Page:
We are working on sensorimotor control in immersive environments.
We are pursuing two related lines of work. The first concerns 3D reconstruction: the creation of high-fidelity 3D models of objects and environments from visual data, such as images, video, and RGB-D video. 3D reconstruction provides data for virtual reality, special effects production, computer games, and other applications that utilize three-dimensional content. 3D models can also be used to enhance the performance of computer vision systems. The second line of work concerns algorithms and systems that process 3D data, including data produced by 3D reconstruction pipelines.
We are working on algorithms for understanding real-world scenes from visual input. Our work has yielded the widely used dense random field model and, more recently, new convolutional network architectures. We have also developed approaches to estimating the spatial layout of scenes.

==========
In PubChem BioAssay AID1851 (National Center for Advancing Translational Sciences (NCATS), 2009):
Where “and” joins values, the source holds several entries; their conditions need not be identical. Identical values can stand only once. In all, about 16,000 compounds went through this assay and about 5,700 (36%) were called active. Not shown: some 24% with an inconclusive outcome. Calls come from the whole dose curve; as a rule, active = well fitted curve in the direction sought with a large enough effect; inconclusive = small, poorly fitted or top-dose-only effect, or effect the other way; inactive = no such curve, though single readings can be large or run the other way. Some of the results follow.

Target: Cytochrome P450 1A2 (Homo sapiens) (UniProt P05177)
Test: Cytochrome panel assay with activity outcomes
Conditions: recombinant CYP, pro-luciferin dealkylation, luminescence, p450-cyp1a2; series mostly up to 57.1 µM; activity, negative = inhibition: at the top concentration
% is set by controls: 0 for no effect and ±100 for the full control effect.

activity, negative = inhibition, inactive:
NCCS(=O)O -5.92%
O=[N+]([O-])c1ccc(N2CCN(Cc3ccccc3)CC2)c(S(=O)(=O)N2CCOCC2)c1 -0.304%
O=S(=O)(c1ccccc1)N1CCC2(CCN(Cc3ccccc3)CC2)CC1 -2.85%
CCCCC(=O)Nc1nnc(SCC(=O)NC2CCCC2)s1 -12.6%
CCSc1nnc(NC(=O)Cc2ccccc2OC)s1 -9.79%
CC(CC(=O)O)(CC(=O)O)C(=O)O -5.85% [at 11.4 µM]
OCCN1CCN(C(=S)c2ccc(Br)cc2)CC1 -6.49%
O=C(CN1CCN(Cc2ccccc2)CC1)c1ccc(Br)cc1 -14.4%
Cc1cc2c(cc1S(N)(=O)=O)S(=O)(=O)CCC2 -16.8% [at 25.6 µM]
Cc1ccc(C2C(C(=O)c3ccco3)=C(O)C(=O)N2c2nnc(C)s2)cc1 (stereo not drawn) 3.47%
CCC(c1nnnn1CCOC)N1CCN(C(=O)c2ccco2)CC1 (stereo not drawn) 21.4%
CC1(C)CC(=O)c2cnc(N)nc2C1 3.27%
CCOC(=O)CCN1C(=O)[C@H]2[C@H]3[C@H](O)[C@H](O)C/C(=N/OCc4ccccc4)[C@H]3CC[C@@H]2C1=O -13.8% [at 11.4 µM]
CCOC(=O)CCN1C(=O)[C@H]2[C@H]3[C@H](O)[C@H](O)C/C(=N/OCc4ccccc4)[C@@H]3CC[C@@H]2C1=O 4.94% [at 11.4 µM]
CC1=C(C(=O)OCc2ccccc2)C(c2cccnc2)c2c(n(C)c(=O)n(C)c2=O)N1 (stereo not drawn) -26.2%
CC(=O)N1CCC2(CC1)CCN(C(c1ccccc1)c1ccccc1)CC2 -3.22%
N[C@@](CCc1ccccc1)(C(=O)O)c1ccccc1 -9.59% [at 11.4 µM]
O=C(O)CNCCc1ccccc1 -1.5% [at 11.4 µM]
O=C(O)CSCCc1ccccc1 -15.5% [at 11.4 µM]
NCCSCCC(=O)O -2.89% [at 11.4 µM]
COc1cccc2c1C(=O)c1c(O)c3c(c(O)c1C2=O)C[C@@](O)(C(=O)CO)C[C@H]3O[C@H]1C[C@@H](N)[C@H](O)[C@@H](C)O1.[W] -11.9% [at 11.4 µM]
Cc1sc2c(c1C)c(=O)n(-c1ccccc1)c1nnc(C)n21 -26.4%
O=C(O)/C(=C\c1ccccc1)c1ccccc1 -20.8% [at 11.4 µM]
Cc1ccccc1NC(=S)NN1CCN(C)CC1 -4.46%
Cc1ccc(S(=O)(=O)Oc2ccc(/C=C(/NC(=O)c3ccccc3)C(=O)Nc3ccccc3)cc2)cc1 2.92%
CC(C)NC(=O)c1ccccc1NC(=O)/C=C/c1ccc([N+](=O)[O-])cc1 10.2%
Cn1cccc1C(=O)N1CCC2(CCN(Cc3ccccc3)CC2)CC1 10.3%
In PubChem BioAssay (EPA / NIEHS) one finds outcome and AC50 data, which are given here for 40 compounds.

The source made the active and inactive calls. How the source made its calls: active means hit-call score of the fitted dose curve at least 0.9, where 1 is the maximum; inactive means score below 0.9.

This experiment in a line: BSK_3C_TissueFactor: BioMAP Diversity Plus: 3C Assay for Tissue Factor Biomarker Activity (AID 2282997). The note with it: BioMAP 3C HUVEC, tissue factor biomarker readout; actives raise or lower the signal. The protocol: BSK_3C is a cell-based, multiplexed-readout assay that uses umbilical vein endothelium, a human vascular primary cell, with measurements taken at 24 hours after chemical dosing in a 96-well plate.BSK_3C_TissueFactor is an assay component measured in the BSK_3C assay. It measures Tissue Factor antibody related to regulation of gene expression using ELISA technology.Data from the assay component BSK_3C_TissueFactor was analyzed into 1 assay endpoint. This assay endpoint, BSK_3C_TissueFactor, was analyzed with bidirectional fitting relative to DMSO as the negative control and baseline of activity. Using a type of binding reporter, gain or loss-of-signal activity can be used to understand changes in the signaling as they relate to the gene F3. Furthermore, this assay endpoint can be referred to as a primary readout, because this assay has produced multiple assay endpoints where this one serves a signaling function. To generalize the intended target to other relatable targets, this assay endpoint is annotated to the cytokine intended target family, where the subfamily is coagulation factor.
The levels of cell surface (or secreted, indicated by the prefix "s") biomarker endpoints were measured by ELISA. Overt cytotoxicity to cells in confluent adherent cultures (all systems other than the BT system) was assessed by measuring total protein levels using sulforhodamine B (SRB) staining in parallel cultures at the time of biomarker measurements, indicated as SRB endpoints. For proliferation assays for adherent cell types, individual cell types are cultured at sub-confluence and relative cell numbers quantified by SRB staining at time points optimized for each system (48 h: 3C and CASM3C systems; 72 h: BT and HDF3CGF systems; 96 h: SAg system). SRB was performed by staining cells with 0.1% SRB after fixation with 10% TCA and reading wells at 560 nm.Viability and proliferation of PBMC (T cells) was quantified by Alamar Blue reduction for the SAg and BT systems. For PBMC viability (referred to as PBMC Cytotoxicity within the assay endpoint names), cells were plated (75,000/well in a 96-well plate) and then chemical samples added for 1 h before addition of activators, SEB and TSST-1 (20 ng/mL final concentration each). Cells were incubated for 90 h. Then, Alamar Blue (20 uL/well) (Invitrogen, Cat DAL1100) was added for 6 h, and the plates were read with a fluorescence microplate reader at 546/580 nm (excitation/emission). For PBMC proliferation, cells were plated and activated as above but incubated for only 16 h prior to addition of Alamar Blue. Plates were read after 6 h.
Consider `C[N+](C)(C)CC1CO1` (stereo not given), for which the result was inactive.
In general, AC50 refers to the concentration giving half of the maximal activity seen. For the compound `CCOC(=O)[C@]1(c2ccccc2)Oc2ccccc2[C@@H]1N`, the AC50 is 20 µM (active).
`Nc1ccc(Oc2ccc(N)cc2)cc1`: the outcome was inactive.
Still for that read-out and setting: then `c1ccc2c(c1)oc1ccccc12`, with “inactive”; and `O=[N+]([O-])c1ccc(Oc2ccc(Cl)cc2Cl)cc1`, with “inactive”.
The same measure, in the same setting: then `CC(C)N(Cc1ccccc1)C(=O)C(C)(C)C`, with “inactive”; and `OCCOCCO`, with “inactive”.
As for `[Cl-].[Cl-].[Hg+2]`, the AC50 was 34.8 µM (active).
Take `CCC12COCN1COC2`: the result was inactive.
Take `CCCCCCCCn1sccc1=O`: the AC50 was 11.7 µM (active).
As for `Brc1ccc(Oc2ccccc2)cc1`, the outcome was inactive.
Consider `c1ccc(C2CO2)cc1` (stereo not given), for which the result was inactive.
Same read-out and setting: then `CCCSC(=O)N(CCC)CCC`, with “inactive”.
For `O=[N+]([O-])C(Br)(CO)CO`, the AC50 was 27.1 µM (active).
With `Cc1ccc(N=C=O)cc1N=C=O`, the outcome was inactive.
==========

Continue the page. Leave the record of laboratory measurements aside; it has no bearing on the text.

Making three-dimensional content creation easier is one of the main challenges in computer graphics. We have developed 3D modeling tools that maintain internal representations of the space of shapes that can be produced. This is enabled by representations for complex object categories, such as furniture, vehicles, and buildings. Can the space of all chairs, airplanes, or single-family homes be characterized computationally? Can generative models be designed that will synthesize custom chairs, airplanes, and houses according to specifications? Our work answers these questions affirmatively. Our representations and algorithms enable optimizing a variety of criteria over complex object classes and synthesizing novel instances from these classes.
We have shown that high-fidelity human motion can be synthesized from first principles, given only a model of the human body and a compact set of objectives. For example, our techniques produce high-fidelity walking motion given a human model and the goal of advancing the center of mass forward at a specified velocity. The same techniques produce realistic running when the desired velocity is increased, without any other modifications to the objective or the model. We have shown that such de novo optimization can predict human motion both qualitatively and quantitatively.